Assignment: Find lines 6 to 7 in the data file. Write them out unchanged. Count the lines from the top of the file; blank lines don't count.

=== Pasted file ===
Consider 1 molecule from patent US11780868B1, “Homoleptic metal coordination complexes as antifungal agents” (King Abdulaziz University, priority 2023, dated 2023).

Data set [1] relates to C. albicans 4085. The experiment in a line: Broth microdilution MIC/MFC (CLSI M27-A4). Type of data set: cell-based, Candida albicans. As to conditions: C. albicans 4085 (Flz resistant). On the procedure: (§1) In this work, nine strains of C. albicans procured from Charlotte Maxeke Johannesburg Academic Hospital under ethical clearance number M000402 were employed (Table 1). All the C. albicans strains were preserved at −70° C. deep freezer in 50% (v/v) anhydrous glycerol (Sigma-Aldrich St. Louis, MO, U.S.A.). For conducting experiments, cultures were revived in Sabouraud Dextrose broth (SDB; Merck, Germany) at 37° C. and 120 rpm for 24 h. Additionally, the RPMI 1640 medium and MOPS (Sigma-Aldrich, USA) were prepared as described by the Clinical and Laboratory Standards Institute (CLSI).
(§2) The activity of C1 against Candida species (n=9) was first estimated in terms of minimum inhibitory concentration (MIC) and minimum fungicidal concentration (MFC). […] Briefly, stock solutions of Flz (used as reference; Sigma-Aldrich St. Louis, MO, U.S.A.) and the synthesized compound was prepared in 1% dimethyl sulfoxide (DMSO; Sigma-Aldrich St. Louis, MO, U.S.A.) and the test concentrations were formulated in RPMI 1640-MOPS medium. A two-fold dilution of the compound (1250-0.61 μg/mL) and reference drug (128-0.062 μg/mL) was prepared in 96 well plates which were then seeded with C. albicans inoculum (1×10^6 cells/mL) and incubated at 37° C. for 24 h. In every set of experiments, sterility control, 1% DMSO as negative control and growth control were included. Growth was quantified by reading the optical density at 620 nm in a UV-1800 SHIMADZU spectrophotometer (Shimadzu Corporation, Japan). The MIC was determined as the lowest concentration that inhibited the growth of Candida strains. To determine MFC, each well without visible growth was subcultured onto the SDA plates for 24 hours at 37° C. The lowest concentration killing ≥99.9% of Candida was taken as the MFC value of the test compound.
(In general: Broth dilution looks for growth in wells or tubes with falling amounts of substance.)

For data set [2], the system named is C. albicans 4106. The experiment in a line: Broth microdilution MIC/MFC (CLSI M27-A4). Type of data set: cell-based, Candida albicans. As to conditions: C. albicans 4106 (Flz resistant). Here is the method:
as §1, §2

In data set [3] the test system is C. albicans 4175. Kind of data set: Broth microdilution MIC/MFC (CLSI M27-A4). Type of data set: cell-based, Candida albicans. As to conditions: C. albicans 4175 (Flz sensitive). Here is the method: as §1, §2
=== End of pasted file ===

as §1, §2

In data set [3] the test system is C. albicans 4175. Kind of data set: Broth microdilution MIC/MFC (CLSI M27-A4). Type of data set: cell-based, Candida albicans. As to conditions: C. albicans 4175 (Flz sensitive). Here is the method: as §1, §2